Saks and 623 Fifth 01
Layout of 623 Fifth Avenue beside the original Saks store

The original structure had over 400,000 square feet (37,000 m2) of floor area, while the tower has 370,000 sq ft (34,000 m2). The tower's first through ninth floors are operated by Saks, with a 100,000 sq ft (9,300 m2) expansion. The 10th story of the tower has mechanical equipment, while the 11th through 36th floors are separately-operated office space.

Department store

When the original department store opened, the first through seventh stories were dedicated to sales. There were also four stories of offices and storerooms. The basement was used for shipping and receiving, the eighth story was used for offices, and the ninth and tenth stories for stockrooms and workrooms.

The first story has a ceiling height of 18.75 feet (5.72 m), while the other stories have ceiling heights of 14 feet (4.3 m). The building's superstructure is formed by eight sets of columns. Twelve elevators were placed at the eastern end of the building, in the rear. Two enclosed stairways were installed near the Fifth Avenue entrances, and there were service stairs at each of the rear corners. The furnishings were designed in hardwood, while the wall surfaces and columns above contained white finishing. The flat-paneled ceilings had suspended light fixtures and concealed sprinkler pipes.

Office space

Each of the office stories has a ceiling of 8 feet 8 inches (2.64 m). The office tower's two-story lobby is on the 11th and 12th floors, a sky lobby atop the Saks expansion, with four shuttle elevators taking passengers up to this lobby. The lobby originally had a waterfall and 1989 Richard Serra work, Fin, made of curved oxidized iron and weighing 18 tons. The lobby level also has a conference center and cafeteria.

As late as 2002, the building had a five-story corporate penthouse for executive offices, with a total of 65,000 square feet. The offices, on floors 32 to 36, had Swiss pearwood-lined walls, while its elevator lobbies and reception areas had cut limestone walls. The space also featured meeting rooms, a kitchen, and a dining room.


Origin: A. Saks & Co.

Broadway and 33rd
The Herald Square Saks & Co. store in 1903, behind the 33rd Street station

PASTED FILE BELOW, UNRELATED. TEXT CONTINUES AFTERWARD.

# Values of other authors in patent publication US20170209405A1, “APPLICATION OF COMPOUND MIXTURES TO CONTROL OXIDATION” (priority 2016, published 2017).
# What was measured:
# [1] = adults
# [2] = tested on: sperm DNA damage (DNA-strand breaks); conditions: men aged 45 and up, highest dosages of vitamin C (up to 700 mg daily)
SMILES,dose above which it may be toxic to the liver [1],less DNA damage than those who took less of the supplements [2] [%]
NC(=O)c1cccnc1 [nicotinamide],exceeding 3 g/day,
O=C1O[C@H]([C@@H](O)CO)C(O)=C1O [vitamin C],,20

Andrew Saks was born to a German Jewish family, in Baltimore. He worked as a peddler and paper boy before moving to Washington, D.C. where at the age of only 20, and in the still-chaotic and tough economic times of 1867, only two years after the United States prevailed in the American Civil War, he established a men's clothing store with his brother Isadore. A. Saks & Co. occupied a storefront in the Avenue House Hotel building at 517 (300-308) 7th Street, N.W., in what is still Washington's downtown shopping district. Saks annexed the store next door, and in 1887 started building a large new store on the site of the old Avenue Hotel Building at 7th and Market Space (now United States Navy Memorial Plaza). By the 1880s, Saks had expanded his business to Indianapolis and Richmond, Virginia.

Saks opened a large department store in 1902 in New York City's Herald Square on 34th Street and Broadway (at 1293-1311 Broadway). Andrew Saks ran the New York store as a family affair with his brother Isadore, and his sons Horace and William. Andrew Saks died in 1912 and his son Horace took over the company's management. Horace Saks wanted to move to the Fifth Avenue shopping district, which had been first developed in 1905 with the opening of the B. Altman and Company Building at 34th Street, and which was gradually expanding northward. However, he deferred a relocation of the store during World War I.


Building site and proposal for a U-shaped building for Saks, 1922

Saks & Company leased the Buckingham Hotel and Belgravia Apartments, on Fifth Avenue between 49th and 50th Streets, in April 1920 for $35 million. At the time, the site was described in the Real Estate Record as a "new northern outpost for large retail trade". In June 1921, Starrett & Van Vleck filed plans for a nine-story building on the Fifth Avenue site. Demolition of the two structures began later that year.